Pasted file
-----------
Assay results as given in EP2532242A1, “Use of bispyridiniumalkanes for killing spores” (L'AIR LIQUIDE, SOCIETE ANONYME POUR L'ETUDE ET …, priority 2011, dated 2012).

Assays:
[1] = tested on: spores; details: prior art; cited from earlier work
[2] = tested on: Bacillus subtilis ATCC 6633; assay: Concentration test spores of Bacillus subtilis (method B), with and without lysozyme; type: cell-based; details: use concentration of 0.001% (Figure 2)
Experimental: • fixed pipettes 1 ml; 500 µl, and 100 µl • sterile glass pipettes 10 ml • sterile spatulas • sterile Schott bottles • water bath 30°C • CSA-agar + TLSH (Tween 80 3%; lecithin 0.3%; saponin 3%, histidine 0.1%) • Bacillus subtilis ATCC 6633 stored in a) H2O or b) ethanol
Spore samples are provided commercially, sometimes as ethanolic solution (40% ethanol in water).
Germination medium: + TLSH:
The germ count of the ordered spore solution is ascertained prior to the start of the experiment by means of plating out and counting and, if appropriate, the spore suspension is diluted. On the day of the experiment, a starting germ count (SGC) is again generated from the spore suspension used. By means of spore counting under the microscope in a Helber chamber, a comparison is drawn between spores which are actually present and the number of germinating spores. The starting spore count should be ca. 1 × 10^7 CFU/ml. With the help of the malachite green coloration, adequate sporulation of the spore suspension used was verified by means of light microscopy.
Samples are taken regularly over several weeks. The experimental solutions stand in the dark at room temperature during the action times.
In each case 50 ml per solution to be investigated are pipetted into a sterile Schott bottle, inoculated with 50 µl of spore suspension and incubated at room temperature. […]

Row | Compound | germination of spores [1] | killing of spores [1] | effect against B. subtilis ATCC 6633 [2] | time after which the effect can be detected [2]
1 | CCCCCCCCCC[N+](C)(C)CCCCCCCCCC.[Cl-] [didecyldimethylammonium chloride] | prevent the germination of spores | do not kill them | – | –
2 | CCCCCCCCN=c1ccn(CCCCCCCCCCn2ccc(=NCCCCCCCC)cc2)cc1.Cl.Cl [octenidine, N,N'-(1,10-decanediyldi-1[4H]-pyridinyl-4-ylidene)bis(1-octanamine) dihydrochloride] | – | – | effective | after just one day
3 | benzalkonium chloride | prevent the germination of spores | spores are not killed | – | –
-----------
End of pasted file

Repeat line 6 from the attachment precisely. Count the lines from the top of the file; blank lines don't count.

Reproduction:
Spore samples are provided commercially, sometimes as ethanolic solution (40% ethanol in water).